Google Inc.’s 2013 book The New Digital Age, authored by Google chairman Eric Schmidt and Google Ideas director Jared Cohen, was showered with praise by many, but attacked in a review by Julian Assange for the New York Times, where it is described as a “love song” from Google to the US state. Also addressed in Assange’s subsequent book When Google Met WikiLeaks, Google’s book makes an unconvincing effort to depict the internet as a double-edged sword, both empowering (p. 6) and threatening our lives (p. 7).
The popular internet, Google argues, might help defeat the US’s “authoritarian” opponents, but also threatens to aid “terrorism” (p. 9) (Google’s word for cypherpunks and anti-statists) against the US itself. Thus, Google argues, the internet is potentially disruptive and harmful to US national security priorities – as is the possibility of individuals being personally empowered by technology. Google laments the “anarchy” being caused by the “agents of chaos”: generations of tech-savvy individuals armed with modern personal technologies (p. 46-47, 59, 207-208). Anonymous and other clans of hackers, we are told, “might as well be terrorists” (p. 151-182).
This is fairly consistent with the ideas of former President George W. Bush, who famously warned graduates at West Point that the gravest danger to the United States is “at the crossroads of radicalism and technology.” This point of view, alongside its knuckle-dragging obsession with defeating “rogue states” and “terrorists”, places Google’s apparent value-system unambiguously within the neoconservative ideological camp. The case for “guiding” the path of the internet (p. 11, 36-39), in particular, sounds equally shy and unsustainable as the authoritarian regimes (p. 6) Google claims to oppose.
The prediction, “as global connectivity continues its unprecedented advance, many old institutions and hierarchies will have to adapt or risk becoming obsolete, irrelevant to modern society” (p. 6) is accurate, if inconsistent with the vast amount of Google’s thesis in the rest of the book. The descriptions of the internet as the “largest experiment involving anarchy” and “the world’s largest ungoverned space” (p.3) also fit into this category, as communication technologies “reallocate the concentration of power away from states and transfer it to individuals” (p.6, p. 82-83).
However, apparently unaware of how ironic it would later sound coming from them, Google tries to educate us about the importance of maintaining privacy to keep the public confident in digital platforms as aids for living an efficient life (p. 16). Also ironic, Google decries the fear by governments of their citizens being anonymous (p. 33), even though Google is the most active corporation trying to thwart online anonymity and everyone knows this. Google also describes the transparency caused by data permanence as a “dangerous model”, and tries to be an apologist for authoritarian regulations that “govern who gets to make the decision about what is classified and what it not” (p. 40). Oddly, Google completely fails to realize how arbitrary this is and how paradoxical it is to its own thesis in the book.
More irony for the reader to enjoy is apparent when Google warns us of what will happen in “authoritarian regimes”, and goes on to basically describe what is only being forced on us by the United States (p. 60-63). For example, “the handsets that citizens have with them at all times will double as the surveillance bugs regimes have long wished they could put into people’s homes” (p. 60). According to Google, the United States will never intercept emails without permission, even though Google knew the United States to be doing so at the time of writing (p. 115-116). Also, “people living under these conditions will be left to fend for themselves against the tag team of their government and its corrupt corporate allies” (p. 62). Google must have been talking about themselves, as I can find no other corporation that meets that description and is in that kind of relationship with a repressive regime. Also of note, “rights organizations that document repressive surveillance tactics will call for better citizen protection” (p. 68). Evidently, those organizations don’t include Google, but they do include WikiLeaks, which Google sees as “dangerous”.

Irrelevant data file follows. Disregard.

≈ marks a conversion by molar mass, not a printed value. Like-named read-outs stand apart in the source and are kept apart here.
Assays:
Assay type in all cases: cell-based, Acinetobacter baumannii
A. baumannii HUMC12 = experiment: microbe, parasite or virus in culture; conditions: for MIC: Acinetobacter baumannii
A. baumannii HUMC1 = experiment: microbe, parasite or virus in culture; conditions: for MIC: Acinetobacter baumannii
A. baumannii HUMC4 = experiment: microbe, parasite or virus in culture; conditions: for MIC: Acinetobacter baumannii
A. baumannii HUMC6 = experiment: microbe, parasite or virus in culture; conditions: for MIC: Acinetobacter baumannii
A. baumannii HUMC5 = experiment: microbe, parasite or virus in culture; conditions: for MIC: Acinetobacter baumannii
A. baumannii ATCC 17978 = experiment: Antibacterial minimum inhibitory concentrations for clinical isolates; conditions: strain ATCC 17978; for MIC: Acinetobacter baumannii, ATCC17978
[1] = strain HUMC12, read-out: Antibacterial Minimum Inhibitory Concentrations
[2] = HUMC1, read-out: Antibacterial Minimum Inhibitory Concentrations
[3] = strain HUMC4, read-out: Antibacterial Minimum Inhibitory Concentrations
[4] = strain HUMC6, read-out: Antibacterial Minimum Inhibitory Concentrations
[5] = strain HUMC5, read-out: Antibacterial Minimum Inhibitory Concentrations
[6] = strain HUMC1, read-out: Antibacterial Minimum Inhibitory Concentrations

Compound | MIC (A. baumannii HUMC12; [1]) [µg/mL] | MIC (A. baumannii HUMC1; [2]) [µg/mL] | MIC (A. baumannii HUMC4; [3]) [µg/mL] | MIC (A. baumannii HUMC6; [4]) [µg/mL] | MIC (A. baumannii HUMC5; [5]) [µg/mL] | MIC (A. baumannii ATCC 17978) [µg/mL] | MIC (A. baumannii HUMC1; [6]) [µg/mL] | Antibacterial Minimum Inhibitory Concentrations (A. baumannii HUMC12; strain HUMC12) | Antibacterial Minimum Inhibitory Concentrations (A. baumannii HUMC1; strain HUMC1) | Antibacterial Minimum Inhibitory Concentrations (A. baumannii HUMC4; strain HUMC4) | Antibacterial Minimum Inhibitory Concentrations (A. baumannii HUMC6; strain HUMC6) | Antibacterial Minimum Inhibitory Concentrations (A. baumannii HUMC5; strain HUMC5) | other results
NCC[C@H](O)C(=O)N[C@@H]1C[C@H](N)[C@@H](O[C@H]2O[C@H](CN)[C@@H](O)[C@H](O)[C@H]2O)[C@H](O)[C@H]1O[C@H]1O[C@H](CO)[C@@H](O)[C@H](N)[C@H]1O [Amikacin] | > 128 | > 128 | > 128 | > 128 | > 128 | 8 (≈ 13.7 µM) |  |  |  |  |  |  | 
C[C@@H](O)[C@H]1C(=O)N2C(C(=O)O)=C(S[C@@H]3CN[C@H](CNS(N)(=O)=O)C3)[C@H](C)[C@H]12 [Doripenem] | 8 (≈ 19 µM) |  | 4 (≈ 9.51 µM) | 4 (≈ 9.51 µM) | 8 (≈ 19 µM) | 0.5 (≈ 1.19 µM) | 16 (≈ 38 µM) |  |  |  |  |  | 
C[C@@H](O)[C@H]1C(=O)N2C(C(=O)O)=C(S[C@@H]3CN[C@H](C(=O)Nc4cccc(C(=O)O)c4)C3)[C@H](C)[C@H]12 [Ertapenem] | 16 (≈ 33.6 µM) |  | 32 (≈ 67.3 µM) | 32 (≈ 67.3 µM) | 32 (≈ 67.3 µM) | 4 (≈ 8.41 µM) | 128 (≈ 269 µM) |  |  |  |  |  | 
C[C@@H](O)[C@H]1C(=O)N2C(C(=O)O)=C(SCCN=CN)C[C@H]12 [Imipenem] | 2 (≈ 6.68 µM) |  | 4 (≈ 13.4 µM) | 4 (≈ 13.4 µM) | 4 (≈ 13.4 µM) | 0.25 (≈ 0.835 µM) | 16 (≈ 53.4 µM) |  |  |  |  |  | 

What is stated in the book’s pages against WikiLeaks (p. 41-42) is basically Google’s declaration of support for the most outdated and asinine pro-censorship arguments. A “central body” must control and supervise the release of all information to the public, they argue, without realizing this is no different than any speech Gaddafi might have made. Also, for all the book’s talk of authoritarian regimes being sclerotic and clumsy in the age of the internet, Google fails to acknowledge that the US government’s own inflexible and clumsy spying tactics would be to blame if any agents got killed as a result of disclosures and whistleblowing.
Despite my many disagreements with the book, I’m mostly with Google throughout the course of Chapter 1 (p. 13-31). One prediction that matches a lot of highly progressive futurist discourse, including my own, is that digital technology, combined with 3-d printers, will “definitely have an impact on the developing world”, and open source templates eliminate the problematic reliance on vast supply chains and the inequality caused by them (p. 15-16). However, we don’t see much analysis beyond that one token reference to combating poverty. It must also be added that Google quickly contradicts this bright vision, recycling the fallacy that intellectual property must be ruthlessly protected for purposes of innovation (p. 99). Google also offers a bright vision of advancing AI and robotics that the singularitarian reader will enjoy, yet makes only a single passing reference to the singularity in the whole book (p. 201).
In presenting its grand vision for the world, Google makes a weak and clichéd argument that all-too familiar centralized forms of globalization, which only drain resources into already disproportionately wealthy centers of the world, will “help countries discover their competitive advantage”. This is despite the fact that intellectual participation alone by poorer strata of the world will never compensate for not physically possessing resources and advanced technologies like the US and other rich countries. Omitted in Google’s analysis, is the fact that radically redistributing all wealth and means of production would also be necessary to achieve the “leveling of the playing field for talent” they promise, and just connecting poor nations to the internet will never be enough to really achieve that aim (p. 19-20).